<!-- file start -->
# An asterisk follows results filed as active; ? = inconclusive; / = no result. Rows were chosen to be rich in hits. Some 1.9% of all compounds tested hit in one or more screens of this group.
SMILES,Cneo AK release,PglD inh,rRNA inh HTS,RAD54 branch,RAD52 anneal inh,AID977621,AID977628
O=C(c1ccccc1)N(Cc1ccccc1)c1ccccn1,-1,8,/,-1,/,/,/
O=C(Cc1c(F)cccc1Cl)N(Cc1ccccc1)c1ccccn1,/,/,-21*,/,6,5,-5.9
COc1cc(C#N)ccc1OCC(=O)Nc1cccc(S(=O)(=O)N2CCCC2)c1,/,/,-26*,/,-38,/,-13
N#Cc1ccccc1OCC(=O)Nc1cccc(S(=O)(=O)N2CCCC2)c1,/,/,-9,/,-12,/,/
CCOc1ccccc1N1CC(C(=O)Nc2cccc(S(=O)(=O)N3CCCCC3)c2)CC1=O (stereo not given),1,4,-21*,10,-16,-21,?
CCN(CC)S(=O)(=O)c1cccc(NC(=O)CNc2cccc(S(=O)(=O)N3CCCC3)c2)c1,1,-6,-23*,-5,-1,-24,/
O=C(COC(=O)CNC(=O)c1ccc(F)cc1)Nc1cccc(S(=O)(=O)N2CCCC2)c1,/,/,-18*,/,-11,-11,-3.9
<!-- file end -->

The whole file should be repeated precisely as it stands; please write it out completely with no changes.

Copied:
# An asterisk follows results filed as active; ? = inconclusive; / = no result. Rows were chosen to be rich in hits. Some 1.9% of all compounds tested hit in one or more screens of this group.
SMILES,Cneo AK release,PglD inh,rRNA inh HTS,RAD54 branch,RAD52 anneal inh,AID977621,AID977628
O=C(c1ccccc1)N(Cc1ccccc1)c1ccccn1,-1,8,/,-1,/,/,/
O=C(Cc1c(F)cccc1Cl)N(Cc1ccccc1)c1ccccn1,/,/,-21*,/,6,5,-5.9
COc1cc(C#N)ccc1OCC(=O)Nc1cccc(S(=O)(=O)N2CCCC2)c1,/,/,-26*,/,-38,/,-13
N#Cc1ccccc1OCC(=O)Nc1cccc(S(=O)(=O)N2CCCC2)c1,/,/,-9,/,-12,/,/
CCOc1ccccc1N1CC(C(=O)Nc2cccc(S(=O)(=O)N3CCCCC3)c2)CC1=O (stereo not given),1,4,-21*,10,-16,-21,?
CCN(CC)S(=O)(=O)c1cccc(NC(=O)CNc2cccc(S(=O)(=O)N3CCCC3)c2)c1,1,-6,-23*,-5,-1,-24,/
O=C(COC(=O)CNC(=O)c1ccc(F)cc1)Nc1cccc(S(=O)(=O)N2CCCC2)c1,/,/,-18*,/,-11,-11,-3.9